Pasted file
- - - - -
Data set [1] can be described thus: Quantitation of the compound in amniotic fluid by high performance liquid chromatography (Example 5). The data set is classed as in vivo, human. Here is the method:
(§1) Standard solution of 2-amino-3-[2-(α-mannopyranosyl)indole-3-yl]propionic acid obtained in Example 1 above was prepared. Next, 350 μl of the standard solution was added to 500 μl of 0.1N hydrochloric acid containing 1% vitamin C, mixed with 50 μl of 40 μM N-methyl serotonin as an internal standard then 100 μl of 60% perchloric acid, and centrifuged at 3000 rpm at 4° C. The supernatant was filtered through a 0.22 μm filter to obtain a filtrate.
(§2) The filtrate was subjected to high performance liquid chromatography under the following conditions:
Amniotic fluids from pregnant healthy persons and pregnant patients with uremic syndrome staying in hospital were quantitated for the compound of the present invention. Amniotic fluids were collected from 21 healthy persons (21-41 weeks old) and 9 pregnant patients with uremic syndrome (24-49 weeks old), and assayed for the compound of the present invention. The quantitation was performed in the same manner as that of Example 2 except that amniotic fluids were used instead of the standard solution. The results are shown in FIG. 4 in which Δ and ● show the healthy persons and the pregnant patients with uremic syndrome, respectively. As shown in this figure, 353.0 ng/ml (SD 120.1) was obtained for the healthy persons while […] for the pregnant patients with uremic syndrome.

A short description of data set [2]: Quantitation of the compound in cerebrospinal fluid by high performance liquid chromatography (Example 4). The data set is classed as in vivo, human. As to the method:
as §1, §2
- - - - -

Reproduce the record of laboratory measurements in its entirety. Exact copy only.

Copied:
Data set [1] can be described thus: Quantitation of the compound in amniotic fluid by high performance liquid chromatography (Example 5). The data set is classed as in vivo, human. Here is the method:
(§1) Standard solution of 2-amino-3-[2-(α-mannopyranosyl)indole-3-yl]propionic acid obtained in Example 1 above was prepared. Next, 350 μl of the standard solution was added to 500 μl of 0.1N hydrochloric acid containing 1% vitamin C, mixed with 50 μl of 40 μM N-methyl serotonin as an internal standard then 100 μl of 60% perchloric acid, and centrifuged at 3000 rpm at 4° C. The supernatant was filtered through a 0.22 μm filter to obtain a filtrate.
(§2) The filtrate was subjected to high performance liquid chromatography under the following conditions:
Amniotic fluids from pregnant healthy persons and pregnant patients with uremic syndrome staying in hospital were quantitated for the compound of the present invention. Amniotic fluids were collected from 21 healthy persons (21-41 weeks old) and 9 pregnant patients with uremic syndrome (24-49 weeks old), and assayed for the compound of the present invention. The quantitation was performed in the same manner as that of Example 2 except that amniotic fluids were used instead of the standard solution. The results are shown in FIG. 4 in which Δ and ● show the healthy persons and the pregnant patients with uremic syndrome, respectively. As shown in this figure, 353.0 ng/ml (SD 120.1) was obtained for the healthy persons while […] for the pregnant patients with uremic syndrome.

A short description of data set [2]: Quantitation of the compound in cerebrospinal fluid by high performance liquid chromatography (Example 4). The data set is classed as in vivo, human. As to the method:
as §1, §2